Marius Tuft Mathisen at NTNU won The Heizer Dissertation Award for his research within the field of entrepreneurship. This is the oldest and most prestigious dissertation award emerging scholars in the management field can win.
Associate Professor Marius Tuft Mathisen received The Heizer Dissertation Award (https://ent.aom.org/awards) at the annual Academy of Management (AOM) conference held this year in Chicago. The conference is the largest of its kind, and is the most important place of academic discussion in the management field. Mathisen is one of the few Europeans and the first Scandinavian to win the award which has been awarded since the 1970s.
Mathisen’s dissertation “The Growth of Research-Based Spin-offs: Unleashing the Value of Academic Entrepreneurship” (https://brage.bibsys.no/xmlui/handle/11250/2451354) is based on a unique database developed by Mathisen and colleagues, which tracks the full population of new ventures established to commercialize research results from universities and research institutes in Norway. The dissertation contributes with novel perspectives on how to understand, evaluate and predict the outcome of such spin-off firms. AOM found the dissertation to be of impressive scientific quality with important implications for both practice and theory. Mathisen also got praise for extraordinary scientific craftmanship.
A more nuanced perspective
In cooperation with a team of students at the NTNU School of Entrepreneurship, Mathisen constructed an extremely detailed data set to enable a more nuanced and complete perspective of how research-based spin-offs actually develop, grow, and perform.
– These companies are expected to create employment, economic value, and regional effects, but there was lacking knowledge about how these firms actually performed as a group. Traditionally it was common only to look at metrics such as revenue growth or survival, but these measures proved to be too superficial alone to adequately explain the growth behaviour of spin-offs. My study was original in that it took both a combined quantitative and qualitative view on a full national population of spin-offs evaluated over a very long time period. I was able to look beyond the surface, says Mathisen, who previously had first-hand experience from working as an entrepreneur in a spin-off company from SINTEF.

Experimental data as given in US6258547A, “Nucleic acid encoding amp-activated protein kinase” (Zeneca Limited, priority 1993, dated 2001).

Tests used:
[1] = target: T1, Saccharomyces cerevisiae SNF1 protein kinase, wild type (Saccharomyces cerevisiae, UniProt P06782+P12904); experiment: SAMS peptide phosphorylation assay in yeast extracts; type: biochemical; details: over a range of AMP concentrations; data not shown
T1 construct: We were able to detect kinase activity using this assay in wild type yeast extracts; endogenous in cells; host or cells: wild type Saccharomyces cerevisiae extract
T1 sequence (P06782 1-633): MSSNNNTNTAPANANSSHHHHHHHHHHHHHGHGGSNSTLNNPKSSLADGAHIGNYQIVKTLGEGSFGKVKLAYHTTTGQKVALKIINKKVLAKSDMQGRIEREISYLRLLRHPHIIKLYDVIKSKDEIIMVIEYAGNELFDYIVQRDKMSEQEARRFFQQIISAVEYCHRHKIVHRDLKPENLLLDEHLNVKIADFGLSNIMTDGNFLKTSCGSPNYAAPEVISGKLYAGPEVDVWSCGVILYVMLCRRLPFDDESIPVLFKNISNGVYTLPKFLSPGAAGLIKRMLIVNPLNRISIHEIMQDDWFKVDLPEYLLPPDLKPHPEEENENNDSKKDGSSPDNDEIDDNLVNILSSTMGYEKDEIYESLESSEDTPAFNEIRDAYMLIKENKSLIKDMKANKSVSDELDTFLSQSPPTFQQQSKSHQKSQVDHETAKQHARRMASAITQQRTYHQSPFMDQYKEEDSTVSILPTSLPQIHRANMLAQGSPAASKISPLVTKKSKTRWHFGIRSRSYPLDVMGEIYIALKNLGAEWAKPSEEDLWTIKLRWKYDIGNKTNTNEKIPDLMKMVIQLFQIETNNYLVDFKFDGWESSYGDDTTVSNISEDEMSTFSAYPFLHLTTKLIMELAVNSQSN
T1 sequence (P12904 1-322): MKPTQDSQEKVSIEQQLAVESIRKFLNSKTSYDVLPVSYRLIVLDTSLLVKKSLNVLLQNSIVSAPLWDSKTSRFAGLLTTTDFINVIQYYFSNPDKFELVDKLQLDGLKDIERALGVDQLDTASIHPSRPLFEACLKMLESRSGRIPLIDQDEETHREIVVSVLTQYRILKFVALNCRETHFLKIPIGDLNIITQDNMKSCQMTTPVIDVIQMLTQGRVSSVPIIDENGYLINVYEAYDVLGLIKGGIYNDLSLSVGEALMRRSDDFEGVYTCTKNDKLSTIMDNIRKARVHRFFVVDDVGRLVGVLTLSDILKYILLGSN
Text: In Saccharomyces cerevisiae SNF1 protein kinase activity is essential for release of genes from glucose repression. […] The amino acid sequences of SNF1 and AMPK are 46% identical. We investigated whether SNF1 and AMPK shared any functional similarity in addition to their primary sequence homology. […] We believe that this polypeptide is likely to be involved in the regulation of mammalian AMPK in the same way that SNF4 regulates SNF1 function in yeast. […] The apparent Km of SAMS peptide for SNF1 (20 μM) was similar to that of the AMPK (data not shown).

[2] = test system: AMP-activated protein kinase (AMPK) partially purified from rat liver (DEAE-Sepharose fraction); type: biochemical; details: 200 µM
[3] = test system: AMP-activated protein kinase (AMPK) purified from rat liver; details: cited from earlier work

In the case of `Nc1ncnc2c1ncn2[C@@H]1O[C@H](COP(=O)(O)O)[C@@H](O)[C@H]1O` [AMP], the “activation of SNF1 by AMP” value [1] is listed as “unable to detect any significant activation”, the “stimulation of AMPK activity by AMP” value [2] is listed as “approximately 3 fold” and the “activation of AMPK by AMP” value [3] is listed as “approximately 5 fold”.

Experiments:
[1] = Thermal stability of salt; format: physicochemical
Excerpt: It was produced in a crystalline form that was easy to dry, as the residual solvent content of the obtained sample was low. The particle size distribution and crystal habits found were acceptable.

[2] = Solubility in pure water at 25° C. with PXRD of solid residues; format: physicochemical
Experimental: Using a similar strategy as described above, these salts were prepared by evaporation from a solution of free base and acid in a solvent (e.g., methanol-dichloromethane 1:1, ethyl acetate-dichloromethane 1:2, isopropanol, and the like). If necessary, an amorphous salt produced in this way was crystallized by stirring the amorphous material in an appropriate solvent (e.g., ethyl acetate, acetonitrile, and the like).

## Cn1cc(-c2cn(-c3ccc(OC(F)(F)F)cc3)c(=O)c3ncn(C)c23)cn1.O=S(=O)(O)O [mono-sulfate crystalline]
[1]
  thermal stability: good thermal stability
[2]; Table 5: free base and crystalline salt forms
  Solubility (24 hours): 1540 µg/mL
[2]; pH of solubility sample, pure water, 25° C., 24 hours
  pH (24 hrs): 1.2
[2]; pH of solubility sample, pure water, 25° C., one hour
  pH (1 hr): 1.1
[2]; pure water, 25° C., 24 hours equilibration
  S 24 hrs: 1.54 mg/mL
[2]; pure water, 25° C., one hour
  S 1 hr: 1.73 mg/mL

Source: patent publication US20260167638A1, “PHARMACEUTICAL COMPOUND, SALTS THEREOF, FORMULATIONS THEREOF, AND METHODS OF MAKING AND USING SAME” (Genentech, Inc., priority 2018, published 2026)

Valuable acquisitions while still unprofitable
Mathisen’s study shows that only a small fraction of spin-offs established represents almost all value creation.
-In contrast to other type of start-ups these companies often commercialize uncertain, innovative, and radical technology. The result is that very few succeed, but those that make it can be very important and valuable, says Mathisen.
He also found a tendency for incumbent companies to acquire the most promising spin-offs before they get grow to become large companies themselves.
-This is an important element that’s been largely overlooked so far. Some spin-offs disappear with no economic or societal impact while in reality they actually merge into larger companies. Also, there has been an assumption that spin-offs have continuous and stable growth, but this is not the case at all. For the majority of firms, growth is both discontinuous and erratic, says Mathisen.
Continue investing in science commercialization and spin-offs
Mathisen’s dissertation is important for science policy and spin-off management since the Norwegian government is investing heavily in this field through, amongst others, the FORNY program administrated by the Research Council of Norway. His study offers nuanced perspectives and tools on how to understand and evaluate this unique group of companies.
– I really hope that I have managed to illustrate that it is make sense to continue supporting science commercialization and entrepreneurship, says Mathisen.
He currently works as the CEO at Appfarm AS, a company commercializing an innovative software technology. He also maintains a position as Associate Professor at the Faculty of Economics and the Engage Center at NTNU.
Mathisen is actively working with student entrepreneurship at the NTNU School of Entrepreneurship (https://entreprenorskolen.no/). He argues that students can play an important part in the success of many spin-offs.
-First class science and technology is not enough to be able to develop spin-offs successfully. These companies also need commercial and market-based expertise added to the start-up team. In this respect students and other external entrepreneurs can play important roles, says Mathisen.
For more information, contact Marius Tuft Mathisen: firstname.lastname@example.org